The Quality of Life and Perceived Human-Wildlife Conflicts among Forest Communities around the Mountain Gorilla’s Virunga Landscape in Africa

Edwin Sabuhoro, Jim Ayorekire, Ian E. Munanura

Research output: Contribution to journalArticlepeer-review

2 Scopus citations


This article examines the relationships between human perceptions of conflict with wildlife and satisfaction with the quality of life in the Virunga landscape in Africa where mountain gorillas live. In addition, it explores how determinants of quality of life may indirectly influence the perceptions of conflict between people and wildlife. Using the bottom-up spillover theory of life satisfaction, it is hypothesized that quality of life is determined by access to critical livelihood resources, such as food, healthcare, and income. Furthermore, socio-psychological conditions, such as emotional and psychological strength, may mediate the relationship between access to resources and quality of life. This study revealed that life satisfaction positively predicts perceptions of conflict between humans and wildlife. The findings also indicated that health and psychological conditions were the strongest predictors of life satisfaction compared to food and financial security. However, the findings revealed variations by country. For example, food security predicts life satisfaction in Rwanda but not in Uganda. Health security predicts emotional wellbeing in Rwanda but not in Uganda. These results indicate that the nature of the relationship between wellbeing indicators and perceived Human-Wildlife conflict is likely country-specific. Therefore, efforts to strengthen the quality of life to indirectly advance wildlife conservation goals may need to be different in Uganda and Rwanda. The findings also suggest that investing in improving the quality of life of forest communities may incentivize increased perceptions of Human-Wildlife conflict. This is likely a result of pervasive consequences of increased funding for community development programs to incentivize conservation, which risks associating conflict with funding. Additional implications for practice and research are discussed in the paper.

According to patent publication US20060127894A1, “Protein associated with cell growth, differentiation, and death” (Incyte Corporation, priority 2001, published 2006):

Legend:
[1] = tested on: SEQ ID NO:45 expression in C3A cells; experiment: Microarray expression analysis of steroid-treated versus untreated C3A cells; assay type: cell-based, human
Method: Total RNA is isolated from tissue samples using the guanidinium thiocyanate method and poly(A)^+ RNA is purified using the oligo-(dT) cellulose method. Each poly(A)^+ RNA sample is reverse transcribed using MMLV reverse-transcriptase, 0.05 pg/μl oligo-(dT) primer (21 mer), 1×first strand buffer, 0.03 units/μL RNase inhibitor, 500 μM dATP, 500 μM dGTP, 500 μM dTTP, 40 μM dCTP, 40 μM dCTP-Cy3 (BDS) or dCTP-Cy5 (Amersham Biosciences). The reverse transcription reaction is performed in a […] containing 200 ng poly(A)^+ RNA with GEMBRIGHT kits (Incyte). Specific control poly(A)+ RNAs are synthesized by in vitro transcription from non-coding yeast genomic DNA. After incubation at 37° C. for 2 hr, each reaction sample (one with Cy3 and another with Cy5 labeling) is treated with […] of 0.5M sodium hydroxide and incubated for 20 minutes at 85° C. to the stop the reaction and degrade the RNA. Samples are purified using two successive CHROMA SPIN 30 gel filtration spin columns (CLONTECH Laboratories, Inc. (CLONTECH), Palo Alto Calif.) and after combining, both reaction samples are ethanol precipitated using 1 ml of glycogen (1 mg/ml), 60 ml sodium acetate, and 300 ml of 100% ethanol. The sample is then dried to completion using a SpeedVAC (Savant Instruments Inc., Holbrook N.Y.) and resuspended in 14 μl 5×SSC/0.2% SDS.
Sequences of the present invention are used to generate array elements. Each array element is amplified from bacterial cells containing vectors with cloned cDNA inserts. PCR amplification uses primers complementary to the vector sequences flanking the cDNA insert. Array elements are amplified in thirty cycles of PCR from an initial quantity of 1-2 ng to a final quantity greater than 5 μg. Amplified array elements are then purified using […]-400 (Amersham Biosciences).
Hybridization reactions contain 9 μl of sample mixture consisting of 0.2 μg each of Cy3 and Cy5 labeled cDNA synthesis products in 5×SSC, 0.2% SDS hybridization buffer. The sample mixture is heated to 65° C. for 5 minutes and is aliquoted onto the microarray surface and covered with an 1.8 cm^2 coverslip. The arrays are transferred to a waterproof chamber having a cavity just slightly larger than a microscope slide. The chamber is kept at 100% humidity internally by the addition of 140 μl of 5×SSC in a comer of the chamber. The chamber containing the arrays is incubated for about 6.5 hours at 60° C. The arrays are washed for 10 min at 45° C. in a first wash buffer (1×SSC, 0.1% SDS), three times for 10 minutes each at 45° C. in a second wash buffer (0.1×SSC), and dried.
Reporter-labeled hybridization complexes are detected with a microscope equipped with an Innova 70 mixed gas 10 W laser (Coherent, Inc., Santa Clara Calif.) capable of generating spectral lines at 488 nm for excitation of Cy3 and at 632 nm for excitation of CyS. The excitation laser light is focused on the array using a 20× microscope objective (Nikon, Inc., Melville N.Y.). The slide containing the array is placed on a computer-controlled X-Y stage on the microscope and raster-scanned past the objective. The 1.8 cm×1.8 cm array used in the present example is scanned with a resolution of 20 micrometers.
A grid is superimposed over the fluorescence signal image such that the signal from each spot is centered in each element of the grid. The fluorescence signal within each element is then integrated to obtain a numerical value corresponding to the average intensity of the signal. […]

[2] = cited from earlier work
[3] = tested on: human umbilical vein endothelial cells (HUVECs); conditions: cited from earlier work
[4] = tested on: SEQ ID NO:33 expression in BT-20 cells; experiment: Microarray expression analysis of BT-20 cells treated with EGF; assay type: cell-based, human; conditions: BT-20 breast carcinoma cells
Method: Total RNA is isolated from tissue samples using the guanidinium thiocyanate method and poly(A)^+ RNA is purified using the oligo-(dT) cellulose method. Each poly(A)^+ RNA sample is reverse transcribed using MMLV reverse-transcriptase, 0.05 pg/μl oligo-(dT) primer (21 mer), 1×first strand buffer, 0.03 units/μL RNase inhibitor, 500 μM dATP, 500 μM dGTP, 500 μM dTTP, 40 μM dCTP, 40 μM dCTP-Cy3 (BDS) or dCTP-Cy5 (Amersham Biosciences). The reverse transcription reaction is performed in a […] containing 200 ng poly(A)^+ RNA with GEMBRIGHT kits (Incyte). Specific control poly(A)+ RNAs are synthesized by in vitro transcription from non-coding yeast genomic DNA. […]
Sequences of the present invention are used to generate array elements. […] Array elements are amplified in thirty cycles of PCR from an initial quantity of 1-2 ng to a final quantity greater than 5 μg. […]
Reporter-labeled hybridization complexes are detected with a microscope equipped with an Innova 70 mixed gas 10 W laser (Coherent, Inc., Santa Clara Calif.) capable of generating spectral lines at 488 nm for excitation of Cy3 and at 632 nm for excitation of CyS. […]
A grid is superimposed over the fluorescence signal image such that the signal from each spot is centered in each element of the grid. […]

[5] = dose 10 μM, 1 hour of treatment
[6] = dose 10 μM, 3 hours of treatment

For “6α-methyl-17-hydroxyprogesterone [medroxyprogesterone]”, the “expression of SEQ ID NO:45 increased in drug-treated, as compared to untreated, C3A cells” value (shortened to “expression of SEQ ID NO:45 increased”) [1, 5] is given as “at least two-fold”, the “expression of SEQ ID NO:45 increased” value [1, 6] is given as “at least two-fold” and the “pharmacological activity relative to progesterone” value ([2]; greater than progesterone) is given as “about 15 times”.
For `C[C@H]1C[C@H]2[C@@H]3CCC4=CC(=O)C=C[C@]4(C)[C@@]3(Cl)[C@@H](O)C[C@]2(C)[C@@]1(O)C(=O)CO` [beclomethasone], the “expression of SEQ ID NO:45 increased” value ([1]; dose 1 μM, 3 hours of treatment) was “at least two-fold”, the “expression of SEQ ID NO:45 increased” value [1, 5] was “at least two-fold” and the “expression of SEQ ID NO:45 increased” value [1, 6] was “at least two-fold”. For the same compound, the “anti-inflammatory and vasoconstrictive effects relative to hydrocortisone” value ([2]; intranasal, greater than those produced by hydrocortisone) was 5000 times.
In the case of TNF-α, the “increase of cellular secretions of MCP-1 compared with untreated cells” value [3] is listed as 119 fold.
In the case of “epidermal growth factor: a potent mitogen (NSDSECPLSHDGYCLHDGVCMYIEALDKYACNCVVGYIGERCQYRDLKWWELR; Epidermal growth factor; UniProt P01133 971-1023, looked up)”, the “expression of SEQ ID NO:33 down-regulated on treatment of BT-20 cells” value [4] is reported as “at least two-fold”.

Original languageEnglish (US)
Article number2248
JournalSustainability (Switzerland)
Issue number3
StatePublished - Feb 2023

All Science Journal Classification (ASJC) codes

  • Computer Science (miscellaneous)
  • Environmental Science (miscellaneous)
  • Geography, Planning and Development
  • Energy Engineering and Power Technology
  • Hardware and Architecture
  • Management, Monitoring, Policy and Law
  • Computer Networks and Communications
  • Renewable Energy, Sustainability and the Environment


Dive into the research topics of 'The Quality of Life and Perceived Human-Wildlife Conflicts among Forest Communities around the Mountain Gorilla’s Virunga Landscape in Africa'. Together they form a unique fingerprint.

Cite this